“God wants your life to be a story worth telling” (Anonymous). Your life and what you do with it matters to God. It is a biblical fact that, where your life is at any given moment matters to God irrespective of what state it is in, good, bad, ugly, or indifferent. Perhaps like you, I have done some crazy things in my life and often at these times I have thought that “this time I have really blown it with God.” Why would we think that way? Because those around us, friend or foe, are likely to cut us off and cast us out, but God doesn't do that … ever. Think about it: even when Jesus was dying on the cross He looked at those who crucified Him and cried out; "Father, forgive them, for they don't know what they are doing!” God always offers you a chance to repent, change your mind, and grow deeper in relationship with Jesus. His hand is always extended to you and He says; "I know you've messed up and wandered from the path, but take my hand and I will get you back on the right track.” Your life matters to God. Paul’s use of the image of incense is an illustration of Christian ministry. He saw believers as incense, giving out the fragrance of Jesus Christ in their lives, work, ministry and labours. In God’s eyes, believers are the very fragrance of Jesus Christ. What does that mean? Well, the way we live, work, and basically everything we do can mean life or death to a lost world around us. Paul reminds the Corinthians that his heart was pure, his motives sincere, and, that there was no need for him (and us) to be clever and “peddle” the Word of God, when he was following in the triumphant train of the victorious Saviour! That although they might misunderstand him, God always knew his heart. Finally, you and I do not have to fail. Although circumstances may discourage us, and people may oppose us and misunderstand us, we have, in Christ, the spiritual resources to win the battle: a clear conscience, a compassionate heart, and a conquering faith (Romans 8:31; 37). Your life matters to God.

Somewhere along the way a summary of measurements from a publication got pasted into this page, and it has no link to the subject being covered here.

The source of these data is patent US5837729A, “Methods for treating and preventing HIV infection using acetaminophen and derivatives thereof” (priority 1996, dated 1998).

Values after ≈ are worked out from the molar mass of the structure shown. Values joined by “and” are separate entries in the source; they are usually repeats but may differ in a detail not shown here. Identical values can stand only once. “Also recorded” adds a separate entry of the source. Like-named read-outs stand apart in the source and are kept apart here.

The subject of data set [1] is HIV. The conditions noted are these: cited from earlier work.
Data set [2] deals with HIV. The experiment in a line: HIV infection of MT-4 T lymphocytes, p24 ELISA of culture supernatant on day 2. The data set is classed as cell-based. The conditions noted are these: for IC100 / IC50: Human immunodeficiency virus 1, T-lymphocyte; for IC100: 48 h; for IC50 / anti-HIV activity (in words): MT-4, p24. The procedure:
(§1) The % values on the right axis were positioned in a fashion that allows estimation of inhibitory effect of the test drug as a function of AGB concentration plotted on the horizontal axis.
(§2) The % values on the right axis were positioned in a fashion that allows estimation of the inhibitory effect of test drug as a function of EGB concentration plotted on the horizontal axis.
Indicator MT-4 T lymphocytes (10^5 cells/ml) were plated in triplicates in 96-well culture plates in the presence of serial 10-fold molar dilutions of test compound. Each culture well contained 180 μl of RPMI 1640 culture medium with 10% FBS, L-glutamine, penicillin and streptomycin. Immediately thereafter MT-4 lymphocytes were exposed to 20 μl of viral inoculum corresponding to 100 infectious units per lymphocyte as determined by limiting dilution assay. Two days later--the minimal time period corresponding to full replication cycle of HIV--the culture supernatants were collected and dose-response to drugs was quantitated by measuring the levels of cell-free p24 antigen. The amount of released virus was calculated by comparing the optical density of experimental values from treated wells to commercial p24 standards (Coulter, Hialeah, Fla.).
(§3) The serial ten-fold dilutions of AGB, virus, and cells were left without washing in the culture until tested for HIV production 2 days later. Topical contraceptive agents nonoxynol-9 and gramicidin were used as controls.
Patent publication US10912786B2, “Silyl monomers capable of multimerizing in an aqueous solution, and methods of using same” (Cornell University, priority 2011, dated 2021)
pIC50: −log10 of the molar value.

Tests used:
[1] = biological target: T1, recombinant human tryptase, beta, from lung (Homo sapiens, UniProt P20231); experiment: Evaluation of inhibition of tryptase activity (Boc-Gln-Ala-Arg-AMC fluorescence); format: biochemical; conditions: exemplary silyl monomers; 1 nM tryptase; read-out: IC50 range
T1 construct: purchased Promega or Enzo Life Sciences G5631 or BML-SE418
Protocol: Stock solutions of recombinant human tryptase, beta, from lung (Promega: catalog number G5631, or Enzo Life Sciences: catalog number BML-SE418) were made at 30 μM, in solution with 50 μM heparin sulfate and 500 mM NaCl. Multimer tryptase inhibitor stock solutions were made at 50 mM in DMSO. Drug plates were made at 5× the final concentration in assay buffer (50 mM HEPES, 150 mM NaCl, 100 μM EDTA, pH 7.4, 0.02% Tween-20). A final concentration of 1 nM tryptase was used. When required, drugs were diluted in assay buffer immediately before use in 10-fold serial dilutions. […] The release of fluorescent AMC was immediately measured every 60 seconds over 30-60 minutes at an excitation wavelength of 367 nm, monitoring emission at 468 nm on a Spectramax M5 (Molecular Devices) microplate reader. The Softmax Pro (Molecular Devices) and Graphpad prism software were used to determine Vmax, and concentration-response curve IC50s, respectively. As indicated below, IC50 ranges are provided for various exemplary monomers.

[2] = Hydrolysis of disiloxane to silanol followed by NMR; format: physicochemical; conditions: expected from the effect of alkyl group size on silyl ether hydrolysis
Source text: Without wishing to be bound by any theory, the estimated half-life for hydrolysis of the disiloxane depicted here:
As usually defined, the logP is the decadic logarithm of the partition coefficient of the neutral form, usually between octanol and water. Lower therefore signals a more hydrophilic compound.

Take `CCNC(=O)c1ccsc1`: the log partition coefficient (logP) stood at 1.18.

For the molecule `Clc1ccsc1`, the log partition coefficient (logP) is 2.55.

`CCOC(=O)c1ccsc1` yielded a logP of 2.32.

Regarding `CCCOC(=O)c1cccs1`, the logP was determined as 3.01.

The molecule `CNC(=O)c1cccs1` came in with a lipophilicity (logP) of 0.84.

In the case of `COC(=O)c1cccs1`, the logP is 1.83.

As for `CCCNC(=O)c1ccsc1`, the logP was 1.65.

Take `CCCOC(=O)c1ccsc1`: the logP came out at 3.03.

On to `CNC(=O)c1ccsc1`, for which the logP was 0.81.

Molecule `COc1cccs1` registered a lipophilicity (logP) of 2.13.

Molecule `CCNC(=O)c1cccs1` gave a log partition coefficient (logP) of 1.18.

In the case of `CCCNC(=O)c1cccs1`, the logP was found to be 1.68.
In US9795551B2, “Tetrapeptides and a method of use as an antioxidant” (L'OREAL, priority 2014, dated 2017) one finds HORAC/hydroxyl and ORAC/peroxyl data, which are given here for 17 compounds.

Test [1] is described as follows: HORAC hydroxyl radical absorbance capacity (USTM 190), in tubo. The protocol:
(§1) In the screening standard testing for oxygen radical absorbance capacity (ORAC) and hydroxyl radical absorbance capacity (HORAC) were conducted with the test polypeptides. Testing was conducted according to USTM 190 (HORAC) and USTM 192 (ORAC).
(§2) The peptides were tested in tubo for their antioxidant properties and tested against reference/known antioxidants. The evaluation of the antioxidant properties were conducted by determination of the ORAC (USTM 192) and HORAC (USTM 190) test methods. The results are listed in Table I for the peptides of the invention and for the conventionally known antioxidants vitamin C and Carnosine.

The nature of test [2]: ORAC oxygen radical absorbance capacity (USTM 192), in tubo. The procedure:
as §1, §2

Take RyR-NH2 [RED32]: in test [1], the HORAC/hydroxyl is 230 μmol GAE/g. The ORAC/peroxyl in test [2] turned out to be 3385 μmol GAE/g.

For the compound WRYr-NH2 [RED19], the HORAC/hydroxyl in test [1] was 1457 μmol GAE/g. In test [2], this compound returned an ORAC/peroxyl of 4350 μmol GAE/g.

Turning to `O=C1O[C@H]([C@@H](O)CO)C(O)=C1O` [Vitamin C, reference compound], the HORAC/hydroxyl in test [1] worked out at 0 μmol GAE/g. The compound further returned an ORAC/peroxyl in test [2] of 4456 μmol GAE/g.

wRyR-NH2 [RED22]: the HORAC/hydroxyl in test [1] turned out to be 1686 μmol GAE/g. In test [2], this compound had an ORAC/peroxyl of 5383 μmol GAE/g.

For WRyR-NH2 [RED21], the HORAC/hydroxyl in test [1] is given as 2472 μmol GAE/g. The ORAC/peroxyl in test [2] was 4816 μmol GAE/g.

Christian Character Development. PDF  | Print |  E-mail
Written by Grant Nuss   
Sunday, 04 December 2016 12:19

Romans 4:20; “Abraham never wavered in believing God’s promise. In fact, his faith grew stronger, and in this he brought glory to God.”